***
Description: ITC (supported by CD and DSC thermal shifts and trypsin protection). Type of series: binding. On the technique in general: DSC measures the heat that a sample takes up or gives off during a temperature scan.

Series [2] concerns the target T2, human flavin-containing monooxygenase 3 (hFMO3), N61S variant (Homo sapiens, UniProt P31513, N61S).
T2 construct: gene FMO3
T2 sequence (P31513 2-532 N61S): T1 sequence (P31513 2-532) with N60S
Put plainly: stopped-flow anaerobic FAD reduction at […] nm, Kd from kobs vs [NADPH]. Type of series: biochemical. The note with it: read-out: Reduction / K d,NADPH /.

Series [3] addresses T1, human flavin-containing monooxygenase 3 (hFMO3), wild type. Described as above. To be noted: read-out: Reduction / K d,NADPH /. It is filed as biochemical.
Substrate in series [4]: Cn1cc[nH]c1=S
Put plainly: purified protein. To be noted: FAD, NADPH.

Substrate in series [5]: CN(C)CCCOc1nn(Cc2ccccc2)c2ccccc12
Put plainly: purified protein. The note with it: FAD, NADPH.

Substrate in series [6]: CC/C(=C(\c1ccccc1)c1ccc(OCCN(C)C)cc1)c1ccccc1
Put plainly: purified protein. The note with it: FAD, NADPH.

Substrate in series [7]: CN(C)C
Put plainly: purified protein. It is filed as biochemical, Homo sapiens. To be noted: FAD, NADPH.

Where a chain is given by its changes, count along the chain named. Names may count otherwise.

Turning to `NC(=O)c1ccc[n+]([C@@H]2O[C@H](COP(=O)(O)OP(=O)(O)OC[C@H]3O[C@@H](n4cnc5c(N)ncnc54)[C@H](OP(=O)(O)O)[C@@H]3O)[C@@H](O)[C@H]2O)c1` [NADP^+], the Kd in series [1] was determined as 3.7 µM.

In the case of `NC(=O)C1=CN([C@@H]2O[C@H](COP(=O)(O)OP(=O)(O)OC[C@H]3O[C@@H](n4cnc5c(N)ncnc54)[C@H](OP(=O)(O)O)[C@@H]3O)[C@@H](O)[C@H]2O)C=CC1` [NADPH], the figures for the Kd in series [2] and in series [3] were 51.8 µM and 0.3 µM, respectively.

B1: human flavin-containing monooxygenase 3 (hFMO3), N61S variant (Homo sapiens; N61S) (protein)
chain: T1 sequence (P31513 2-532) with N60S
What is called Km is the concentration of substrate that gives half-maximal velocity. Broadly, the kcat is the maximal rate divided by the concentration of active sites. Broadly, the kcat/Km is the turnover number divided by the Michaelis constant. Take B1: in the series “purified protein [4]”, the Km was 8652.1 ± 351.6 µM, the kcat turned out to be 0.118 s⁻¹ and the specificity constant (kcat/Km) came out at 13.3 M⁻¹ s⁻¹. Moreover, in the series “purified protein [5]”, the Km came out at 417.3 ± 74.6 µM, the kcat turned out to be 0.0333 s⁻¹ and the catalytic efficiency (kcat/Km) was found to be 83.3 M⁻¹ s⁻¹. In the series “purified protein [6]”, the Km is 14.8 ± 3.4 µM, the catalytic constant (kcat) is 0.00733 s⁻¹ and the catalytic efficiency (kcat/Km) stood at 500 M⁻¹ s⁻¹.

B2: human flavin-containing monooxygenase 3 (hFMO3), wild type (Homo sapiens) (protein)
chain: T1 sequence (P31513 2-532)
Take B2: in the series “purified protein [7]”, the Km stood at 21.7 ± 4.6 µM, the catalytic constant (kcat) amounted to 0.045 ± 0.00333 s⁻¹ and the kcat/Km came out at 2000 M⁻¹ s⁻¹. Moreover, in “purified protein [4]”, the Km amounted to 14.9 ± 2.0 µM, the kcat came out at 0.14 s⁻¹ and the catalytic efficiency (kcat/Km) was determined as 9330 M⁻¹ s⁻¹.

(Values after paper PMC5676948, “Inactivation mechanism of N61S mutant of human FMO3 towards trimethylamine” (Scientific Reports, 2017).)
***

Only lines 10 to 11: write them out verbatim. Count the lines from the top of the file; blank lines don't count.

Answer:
Put plainly: purified protein. The note with it: FAD, NADPH.

Substrate in series [6]: CC/C(=C(\c1ccccc1)c1ccc(OCCN(C)C)cc1)c1ccccc1